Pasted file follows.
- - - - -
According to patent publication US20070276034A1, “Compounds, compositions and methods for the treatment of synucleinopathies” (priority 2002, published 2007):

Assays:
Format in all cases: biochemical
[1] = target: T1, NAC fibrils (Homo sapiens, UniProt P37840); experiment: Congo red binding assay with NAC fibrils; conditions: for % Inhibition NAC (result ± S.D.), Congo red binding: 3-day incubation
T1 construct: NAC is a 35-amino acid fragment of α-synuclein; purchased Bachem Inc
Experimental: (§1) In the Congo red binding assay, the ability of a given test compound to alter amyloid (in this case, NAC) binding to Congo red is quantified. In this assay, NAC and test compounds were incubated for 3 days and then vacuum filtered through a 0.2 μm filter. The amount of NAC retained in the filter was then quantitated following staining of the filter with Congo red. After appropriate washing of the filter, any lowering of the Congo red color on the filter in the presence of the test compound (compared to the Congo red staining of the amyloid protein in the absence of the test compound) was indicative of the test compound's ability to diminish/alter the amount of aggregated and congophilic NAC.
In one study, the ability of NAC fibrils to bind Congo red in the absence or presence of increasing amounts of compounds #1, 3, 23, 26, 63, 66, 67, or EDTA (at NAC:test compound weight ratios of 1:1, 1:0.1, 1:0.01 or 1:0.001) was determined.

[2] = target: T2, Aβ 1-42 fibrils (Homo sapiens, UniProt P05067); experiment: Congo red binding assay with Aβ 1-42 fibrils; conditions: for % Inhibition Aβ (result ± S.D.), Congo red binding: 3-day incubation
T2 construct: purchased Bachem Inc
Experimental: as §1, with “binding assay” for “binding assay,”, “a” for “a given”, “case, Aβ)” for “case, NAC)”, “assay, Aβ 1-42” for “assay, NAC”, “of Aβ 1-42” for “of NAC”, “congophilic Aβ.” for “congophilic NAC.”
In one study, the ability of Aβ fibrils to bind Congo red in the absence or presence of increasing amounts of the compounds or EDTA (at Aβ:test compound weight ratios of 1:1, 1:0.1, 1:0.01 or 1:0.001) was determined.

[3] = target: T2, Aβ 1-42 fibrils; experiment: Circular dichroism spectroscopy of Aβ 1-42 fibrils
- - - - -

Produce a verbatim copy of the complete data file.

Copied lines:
According to patent publication US20070276034A1, “Compounds, compositions and methods for the treatment of synucleinopathies” (priority 2002, published 2007):

Assays:
Format in all cases: biochemical
[1] = target: T1, NAC fibrils (Homo sapiens, UniProt P37840); experiment: Congo red binding assay with NAC fibrils; conditions: for % Inhibition NAC (result ± S.D.), Congo red binding: 3-day incubation
T1 construct: NAC is a 35-amino acid fragment of α-synuclein; purchased Bachem Inc
Experimental: (§1) In the Congo red binding assay, the ability of a given test compound to alter amyloid (in this case, NAC) binding to Congo red is quantified. In this assay, NAC and test compounds were incubated for 3 days and then vacuum filtered through a 0.2 μm filter. The amount of NAC retained in the filter was then quantitated following staining of the filter with Congo red. After appropriate washing of the filter, any lowering of the Congo red color on the filter in the presence of the test compound (compared to the Congo red staining of the amyloid protein in the absence of the test compound) was indicative of the test compound's ability to diminish/alter the amount of aggregated and congophilic NAC.
In one study, the ability of NAC fibrils to bind Congo red in the absence or presence of increasing amounts of compounds #1, 3, 23, 26, 63, 66, 67, or EDTA (at NAC:test compound weight ratios of 1:1, 1:0.1, 1:0.01 or 1:0.001) was determined.

[2] = target: T2, Aβ 1-42 fibrils (Homo sapiens, UniProt P05067); experiment: Congo red binding assay with Aβ 1-42 fibrils; conditions: for % Inhibition Aβ (result ± S.D.), Congo red binding: 3-day incubation
T2 construct: purchased Bachem Inc
Experimental: as §1, with “binding assay” for “binding assay,”, “a” for “a given”, “case, Aβ)” for “case, NAC)”, “assay, Aβ 1-42” for “assay, NAC”, “of Aβ 1-42” for “of NAC”, “congophilic Aβ.” for “congophilic NAC.”
In one study, the ability of Aβ fibrils to bind Congo red in the absence or presence of increasing amounts of the compounds or EDTA (at Aβ:test compound weight ratios of 1:1, 1:0.1, 1:0.01 or 1:0.001) was determined.

[3] = target: T2, Aβ 1-42 fibrils; experiment: Circular dichroism spectroscopy of Aβ 1-42 fibrils